5 Life Lessons I've Learned Over the Last 27 Years

Who I am
Louise Hay


Whether it's tackling a problem or celebrating a success, life always gives us lessons. It is up to us to listen to them, interpret them and learn them. 5 of the lessons that life has taught me.

"Life is a long lesson in humility."

Sir James M. Barrie.

For several years I have gotten into the habit of keeping track of those moments when life takes the chair and teaches you one of its lessons. Some have to do with everyday life, others have a deeper reach. It does not matter: in these moments we should know how to listen with humility so as not to find ourselves unprepared for the next opportunity.

Here are 5 of the life lessons that I wrote in my diary:

1. Make decisions

"When you have to make a decision, focus on the pursuit of happiness and not pleasure."

Every day we find ourselves in the position of having to to make decisions. Whether it's about choosing what to eat for breakfast or how to change our lifestyle, every choice we make has as its goal the experience or the happiness.

We choose pleasure when we decide to get up at the last moment. We choose pleasure when we indulge in unhealthy habits. We choose pleasure when we continue to browse Facebook and Youtube instead of completing our activities. We choose pleasure when we postpone our goals.

I am not a masochist, do not worry, in fact I think that every day must have its dose of small pleasures, but obsessively seeking pleasure can only have negative consequences (read alcohol, drugs, etc.). Pleasure is ephemeral and the more we accumulate it, the more easily we tire of it.

If you are looking for true happiness you will find yourself in a position to test your self-discipline and give up a momentary pleasure. Are you willing to do it for your dreams?

The next time you have to make a decision, try to focus on finding the happiness and waives for once the experience.

2. Time management

"The more time you have, the more you will waste."

Yes, this lesson is not a great discovery, yet I try to remember it every time I get the chance. There time management it is an extremely useful skill both in your professional life and in your private life.

Know manage time effectively it means being able to reach goals that others can only dream of, it means freeing up more time for your passions, but above all it means learning to manage yourself.

Among the many time management techniques, in my opinion, the simplest and most effective is Parkinson's law. Guess what his message is? The more time you have, the more you will waste.

3. Productivity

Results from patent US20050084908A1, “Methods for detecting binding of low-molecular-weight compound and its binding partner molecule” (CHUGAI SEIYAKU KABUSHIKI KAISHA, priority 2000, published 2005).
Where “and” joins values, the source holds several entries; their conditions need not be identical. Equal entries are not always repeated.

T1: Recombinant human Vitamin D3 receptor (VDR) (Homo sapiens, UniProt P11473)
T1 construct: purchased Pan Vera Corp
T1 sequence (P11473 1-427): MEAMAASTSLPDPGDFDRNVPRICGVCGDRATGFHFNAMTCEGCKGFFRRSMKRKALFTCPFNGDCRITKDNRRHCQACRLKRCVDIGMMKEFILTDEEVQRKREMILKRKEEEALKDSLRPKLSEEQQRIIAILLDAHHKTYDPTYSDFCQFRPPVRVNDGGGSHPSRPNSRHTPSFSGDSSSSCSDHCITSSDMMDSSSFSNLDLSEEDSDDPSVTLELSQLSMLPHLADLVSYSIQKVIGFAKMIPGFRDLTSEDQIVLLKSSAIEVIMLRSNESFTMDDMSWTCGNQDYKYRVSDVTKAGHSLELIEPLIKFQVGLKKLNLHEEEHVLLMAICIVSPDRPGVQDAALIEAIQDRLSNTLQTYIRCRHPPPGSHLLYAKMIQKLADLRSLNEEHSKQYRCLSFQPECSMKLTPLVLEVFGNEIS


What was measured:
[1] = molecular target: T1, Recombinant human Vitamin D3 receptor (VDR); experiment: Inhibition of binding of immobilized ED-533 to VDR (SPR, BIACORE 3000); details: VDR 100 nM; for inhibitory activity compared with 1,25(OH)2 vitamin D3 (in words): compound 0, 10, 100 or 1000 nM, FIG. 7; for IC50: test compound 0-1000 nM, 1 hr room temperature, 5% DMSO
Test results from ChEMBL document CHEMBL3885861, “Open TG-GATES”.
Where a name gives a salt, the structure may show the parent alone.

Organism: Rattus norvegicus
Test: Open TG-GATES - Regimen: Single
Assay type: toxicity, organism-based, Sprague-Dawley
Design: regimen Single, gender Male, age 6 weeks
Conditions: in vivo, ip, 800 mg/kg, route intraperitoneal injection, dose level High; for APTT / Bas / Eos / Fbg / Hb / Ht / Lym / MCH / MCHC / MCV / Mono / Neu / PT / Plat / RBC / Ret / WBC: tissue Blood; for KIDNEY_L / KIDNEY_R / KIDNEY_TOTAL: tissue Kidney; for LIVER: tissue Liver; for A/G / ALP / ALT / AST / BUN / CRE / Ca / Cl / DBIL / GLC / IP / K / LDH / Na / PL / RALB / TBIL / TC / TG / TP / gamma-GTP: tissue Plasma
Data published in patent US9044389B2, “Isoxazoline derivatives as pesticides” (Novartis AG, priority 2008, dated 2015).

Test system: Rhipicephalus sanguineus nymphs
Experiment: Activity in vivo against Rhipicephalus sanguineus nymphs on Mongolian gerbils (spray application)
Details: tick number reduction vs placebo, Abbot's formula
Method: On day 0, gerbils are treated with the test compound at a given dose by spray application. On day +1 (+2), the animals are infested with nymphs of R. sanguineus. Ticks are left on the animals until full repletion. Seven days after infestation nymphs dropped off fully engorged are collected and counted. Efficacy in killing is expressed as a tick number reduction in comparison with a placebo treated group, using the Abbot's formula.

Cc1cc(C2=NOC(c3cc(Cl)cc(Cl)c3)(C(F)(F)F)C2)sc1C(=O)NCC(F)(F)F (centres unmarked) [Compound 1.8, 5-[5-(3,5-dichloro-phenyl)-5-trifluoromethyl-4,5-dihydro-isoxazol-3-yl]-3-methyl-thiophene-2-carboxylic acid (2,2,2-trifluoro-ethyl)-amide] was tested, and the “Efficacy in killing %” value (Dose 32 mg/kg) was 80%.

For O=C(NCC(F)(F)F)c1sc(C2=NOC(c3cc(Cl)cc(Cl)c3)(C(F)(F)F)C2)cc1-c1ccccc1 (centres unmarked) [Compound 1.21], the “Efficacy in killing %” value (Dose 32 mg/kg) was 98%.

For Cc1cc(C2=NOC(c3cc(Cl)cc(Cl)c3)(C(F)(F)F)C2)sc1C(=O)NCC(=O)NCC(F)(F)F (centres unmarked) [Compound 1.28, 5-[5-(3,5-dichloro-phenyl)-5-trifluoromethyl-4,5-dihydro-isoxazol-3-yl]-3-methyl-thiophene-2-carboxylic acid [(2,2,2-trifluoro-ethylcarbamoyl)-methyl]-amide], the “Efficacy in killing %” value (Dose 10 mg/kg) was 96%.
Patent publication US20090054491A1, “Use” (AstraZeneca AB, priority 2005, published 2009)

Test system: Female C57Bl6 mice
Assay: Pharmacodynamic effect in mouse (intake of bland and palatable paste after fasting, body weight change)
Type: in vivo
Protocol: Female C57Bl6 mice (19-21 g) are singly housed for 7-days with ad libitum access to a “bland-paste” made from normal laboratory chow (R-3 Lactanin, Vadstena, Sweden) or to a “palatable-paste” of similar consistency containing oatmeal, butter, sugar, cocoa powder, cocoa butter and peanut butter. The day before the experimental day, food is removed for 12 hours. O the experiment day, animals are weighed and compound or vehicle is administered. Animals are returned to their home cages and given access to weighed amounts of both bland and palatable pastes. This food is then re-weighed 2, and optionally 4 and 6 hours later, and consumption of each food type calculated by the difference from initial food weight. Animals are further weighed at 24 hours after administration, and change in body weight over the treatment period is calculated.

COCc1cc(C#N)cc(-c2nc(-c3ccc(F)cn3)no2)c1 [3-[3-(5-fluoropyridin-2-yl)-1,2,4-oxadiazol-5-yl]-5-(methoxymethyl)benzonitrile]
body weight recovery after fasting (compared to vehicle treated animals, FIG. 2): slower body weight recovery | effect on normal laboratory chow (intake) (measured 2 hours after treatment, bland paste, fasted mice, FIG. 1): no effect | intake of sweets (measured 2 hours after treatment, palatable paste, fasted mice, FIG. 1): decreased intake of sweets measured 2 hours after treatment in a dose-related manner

“Just do it. Just do it. " (no, I don't work for Nike)

The world of personal effectiveness is populated by dozens of blogs (ups!), Best sellers, productivity gurus, wacky techniques and tech gadgets. But the truth is that to increase their own personal productivityone should learn to apply this simple lesson: “just do it”. Just do it. Nothing else to add.

Don't worry, you can subscribe to the Rss Feed to read the articles later and get back to doing what you need to do. Just do it. ;-)

4. Interpersonal relationships

"Learn the art of discretion."

Are you still reading? I see that I still have to work on mine ability to persuade others. Speaking of interpersonal relationships, one of the most important lessons I've learned is about discretion. If I were vulgar I would tell you that you must respect the 11th commandment: "be your own cats!".

Joking aside, being discreet has multiple advantages:

  • Increase the consideration others have of you.
  • It makes you a trustworthy person.
  • It avoids trouble in the workplace or in any other social context.

Achtung! Doing your own business has nothing to do with being disinterested in others, the point is to do it with discretion.

5. Career

“Under promise & over deliver. Promise little and accomplish a lot. "

Promise heaven and earth and you will have the lights on you. You disappoint expectations and they'll throw those headlights at you. Think twice before making a promise in the world of work: there will be no justification if you don't fulfill that promise.

Promise little and then surprise your client / boss / colleague. This simple lesson can give you tremendous satisfaction.

But be careful how you interpret it: promising little means guaranteeing a reasonably good job, it doesn't mean playing to the bottom. The goal is not to have a margin of protection, the goal is to challenge yourself every time to do a better job than the previous one, and at the same time not to create false expectations in others.

If I had to mention one life lesson, what would it be? If you like, share it in the comments. I would be grateful.

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